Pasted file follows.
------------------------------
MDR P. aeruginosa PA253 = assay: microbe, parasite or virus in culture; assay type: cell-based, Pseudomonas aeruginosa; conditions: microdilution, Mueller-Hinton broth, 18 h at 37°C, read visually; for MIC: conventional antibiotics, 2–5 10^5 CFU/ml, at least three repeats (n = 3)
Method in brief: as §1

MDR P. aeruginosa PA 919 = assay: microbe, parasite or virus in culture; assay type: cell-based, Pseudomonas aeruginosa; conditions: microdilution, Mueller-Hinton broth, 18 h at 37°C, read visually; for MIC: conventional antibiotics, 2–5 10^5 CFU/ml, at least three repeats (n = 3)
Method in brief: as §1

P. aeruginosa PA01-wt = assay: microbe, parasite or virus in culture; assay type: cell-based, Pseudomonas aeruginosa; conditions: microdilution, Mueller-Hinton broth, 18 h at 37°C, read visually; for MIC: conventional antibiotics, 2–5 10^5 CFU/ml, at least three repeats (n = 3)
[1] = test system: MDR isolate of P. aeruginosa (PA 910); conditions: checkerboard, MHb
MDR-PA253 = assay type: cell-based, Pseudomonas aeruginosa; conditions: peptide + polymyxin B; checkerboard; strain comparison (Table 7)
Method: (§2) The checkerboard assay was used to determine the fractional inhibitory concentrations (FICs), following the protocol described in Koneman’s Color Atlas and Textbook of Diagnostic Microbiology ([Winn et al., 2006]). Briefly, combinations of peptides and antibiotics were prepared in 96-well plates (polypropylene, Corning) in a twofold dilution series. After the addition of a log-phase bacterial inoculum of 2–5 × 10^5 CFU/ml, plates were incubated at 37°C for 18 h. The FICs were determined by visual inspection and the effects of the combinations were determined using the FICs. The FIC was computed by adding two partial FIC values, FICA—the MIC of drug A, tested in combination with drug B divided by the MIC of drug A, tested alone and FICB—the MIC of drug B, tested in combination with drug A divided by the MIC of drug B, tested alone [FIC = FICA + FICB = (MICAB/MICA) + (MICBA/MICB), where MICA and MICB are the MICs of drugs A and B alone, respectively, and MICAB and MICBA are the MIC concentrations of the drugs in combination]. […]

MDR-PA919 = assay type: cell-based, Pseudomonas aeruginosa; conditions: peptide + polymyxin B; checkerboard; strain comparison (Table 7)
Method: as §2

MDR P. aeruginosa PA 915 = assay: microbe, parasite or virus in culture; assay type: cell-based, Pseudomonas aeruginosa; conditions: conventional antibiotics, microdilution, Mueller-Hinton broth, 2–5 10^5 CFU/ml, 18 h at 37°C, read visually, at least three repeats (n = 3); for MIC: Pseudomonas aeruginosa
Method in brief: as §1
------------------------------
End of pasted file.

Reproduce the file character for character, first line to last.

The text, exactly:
MDR P. aeruginosa PA253 = assay: microbe, parasite or virus in culture; assay type: cell-based, Pseudomonas aeruginosa; conditions: microdilution, Mueller-Hinton broth, 18 h at 37°C, read visually; for MIC: conventional antibiotics, 2–5 10^5 CFU/ml, at least three repeats (n = 3)
Method in brief: as §1

MDR P. aeruginosa PA 919 = assay: microbe, parasite or virus in culture; assay type: cell-based, Pseudomonas aeruginosa; conditions: microdilution, Mueller-Hinton broth, 18 h at 37°C, read visually; for MIC: conventional antibiotics, 2–5 10^5 CFU/ml, at least three repeats (n = 3)
Method in brief: as §1

P. aeruginosa PA01-wt = assay: microbe, parasite or virus in culture; assay type: cell-based, Pseudomonas aeruginosa; conditions: microdilution, Mueller-Hinton broth, 18 h at 37°C, read visually; for MIC: conventional antibiotics, 2–5 10^5 CFU/ml, at least three repeats (n = 3)
[1] = test system: MDR isolate of P. aeruginosa (PA 910); conditions: checkerboard, MHb
MDR-PA253 = assay type: cell-based, Pseudomonas aeruginosa; conditions: peptide + polymyxin B; checkerboard; strain comparison (Table 7)
Method: (§2) The checkerboard assay was used to determine the fractional inhibitory concentrations (FICs), following the protocol described in Koneman’s Color Atlas and Textbook of Diagnostic Microbiology ([Winn et al., 2006]). Briefly, combinations of peptides and antibiotics were prepared in 96-well plates (polypropylene, Corning) in a twofold dilution series. After the addition of a log-phase bacterial inoculum of 2–5 × 10^5 CFU/ml, plates were incubated at 37°C for 18 h. The FICs were determined by visual inspection and the effects of the combinations were determined using the FICs. The FIC was computed by adding two partial FIC values, FICA—the MIC of drug A, tested in combination with drug B divided by the MIC of drug A, tested alone and FICB—the MIC of drug B, tested in combination with drug A divided by the MIC of drug B, tested alone [FIC = FICA + FICB = (MICAB/MICA) + (MICBA/MICB), where MICA and MICB are the MICs of drugs A and B alone, respectively, and MICAB and MICBA are the MIC concentrations of the drugs in combination]. […]

MDR-PA919 = assay type: cell-based, Pseudomonas aeruginosa; conditions: peptide + polymyxin B; checkerboard; strain comparison (Table 7)
Method: as §2

MDR P. aeruginosa PA 915 = assay: microbe, parasite or virus in culture; assay type: cell-based, Pseudomonas aeruginosa; conditions: conventional antibiotics, microdilution, Mueller-Hinton broth, 2–5 10^5 CFU/ml, 18 h at 37°C, read visually, at least three repeats (n = 3); for MIC: Pseudomonas aeruginosa
Method in brief: as §1